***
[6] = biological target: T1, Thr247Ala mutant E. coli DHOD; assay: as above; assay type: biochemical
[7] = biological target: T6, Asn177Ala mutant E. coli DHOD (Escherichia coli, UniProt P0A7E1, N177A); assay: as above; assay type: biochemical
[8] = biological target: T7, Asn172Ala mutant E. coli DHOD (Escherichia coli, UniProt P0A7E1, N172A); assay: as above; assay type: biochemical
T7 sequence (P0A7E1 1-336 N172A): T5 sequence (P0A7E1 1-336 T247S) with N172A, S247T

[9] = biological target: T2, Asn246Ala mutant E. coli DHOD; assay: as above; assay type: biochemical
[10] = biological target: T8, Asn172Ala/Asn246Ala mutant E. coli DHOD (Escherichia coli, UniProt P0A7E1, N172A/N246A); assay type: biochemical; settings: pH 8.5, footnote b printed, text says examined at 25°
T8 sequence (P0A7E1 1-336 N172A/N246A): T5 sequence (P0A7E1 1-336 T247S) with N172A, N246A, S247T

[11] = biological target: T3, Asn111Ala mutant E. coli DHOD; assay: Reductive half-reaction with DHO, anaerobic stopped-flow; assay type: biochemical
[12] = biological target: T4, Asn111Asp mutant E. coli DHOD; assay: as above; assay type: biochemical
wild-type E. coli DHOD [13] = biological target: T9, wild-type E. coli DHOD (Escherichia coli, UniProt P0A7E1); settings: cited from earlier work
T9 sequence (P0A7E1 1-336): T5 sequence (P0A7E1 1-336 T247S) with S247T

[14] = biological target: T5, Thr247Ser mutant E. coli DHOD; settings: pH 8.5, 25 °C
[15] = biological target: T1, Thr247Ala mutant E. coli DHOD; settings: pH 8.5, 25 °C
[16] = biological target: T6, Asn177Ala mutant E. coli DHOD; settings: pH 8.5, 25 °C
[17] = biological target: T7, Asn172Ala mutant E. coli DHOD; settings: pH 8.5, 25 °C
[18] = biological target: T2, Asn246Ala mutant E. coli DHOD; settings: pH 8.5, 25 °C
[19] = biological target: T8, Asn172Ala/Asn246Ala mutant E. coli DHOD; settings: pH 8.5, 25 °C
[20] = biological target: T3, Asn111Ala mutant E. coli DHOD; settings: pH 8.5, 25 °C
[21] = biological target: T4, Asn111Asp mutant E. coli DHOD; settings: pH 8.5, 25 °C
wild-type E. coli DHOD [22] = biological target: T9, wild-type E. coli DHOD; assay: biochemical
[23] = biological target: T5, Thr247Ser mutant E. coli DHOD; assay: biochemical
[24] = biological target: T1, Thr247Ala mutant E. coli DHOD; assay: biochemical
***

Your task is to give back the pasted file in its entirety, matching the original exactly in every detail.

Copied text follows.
[6] = biological target: T1, Thr247Ala mutant E. coli DHOD; assay: as above; assay type: biochemical
[7] = biological target: T6, Asn177Ala mutant E. coli DHOD (Escherichia coli, UniProt P0A7E1, N177A); assay: as above; assay type: biochemical
[8] = biological target: T7, Asn172Ala mutant E. coli DHOD (Escherichia coli, UniProt P0A7E1, N172A); assay: as above; assay type: biochemical
T7 sequence (P0A7E1 1-336 N172A): T5 sequence (P0A7E1 1-336 T247S) with N172A, S247T

[9] = biological target: T2, Asn246Ala mutant E. coli DHOD; assay: as above; assay type: biochemical
[10] = biological target: T8, Asn172Ala/Asn246Ala mutant E. coli DHOD (Escherichia coli, UniProt P0A7E1, N172A/N246A); assay type: biochemical; settings: pH 8.5, footnote b printed, text says examined at 25°
T8 sequence (P0A7E1 1-336 N172A/N246A): T5 sequence (P0A7E1 1-336 T247S) with N172A, N246A, S247T

[11] = biological target: T3, Asn111Ala mutant E. coli DHOD; assay: Reductive half-reaction with DHO, anaerobic stopped-flow; assay type: biochemical
[12] = biological target: T4, Asn111Asp mutant E. coli DHOD; assay: as above; assay type: biochemical
wild-type E. coli DHOD [13] = biological target: T9, wild-type E. coli DHOD (Escherichia coli, UniProt P0A7E1); settings: cited from earlier work
T9 sequence (P0A7E1 1-336): T5 sequence (P0A7E1 1-336 T247S) with S247T

[14] = biological target: T5, Thr247Ser mutant E. coli DHOD; settings: pH 8.5, 25 °C
[15] = biological target: T1, Thr247Ala mutant E. coli DHOD; settings: pH 8.5, 25 °C
[16] = biological target: T6, Asn177Ala mutant E. coli DHOD; settings: pH 8.5, 25 °C
[17] = biological target: T7, Asn172Ala mutant E. coli DHOD; settings: pH 8.5, 25 °C
[18] = biological target: T2, Asn246Ala mutant E. coli DHOD; settings: pH 8.5, 25 °C
[19] = biological target: T8, Asn172Ala/Asn246Ala mutant E. coli DHOD; settings: pH 8.5, 25 °C
[20] = biological target: T3, Asn111Ala mutant E. coli DHOD; settings: pH 8.5, 25 °C
[21] = biological target: T4, Asn111Asp mutant E. coli DHOD; settings: pH 8.5, 25 °C
wild-type E. coli DHOD [22] = biological target: T9, wild-type E. coli DHOD; assay: biochemical
[23] = biological target: T5, Thr247Ser mutant E. coli DHOD; assay: biochemical
[24] = biological target: T1, Thr247Ala mutant E. coli DHOD; assay: biochemical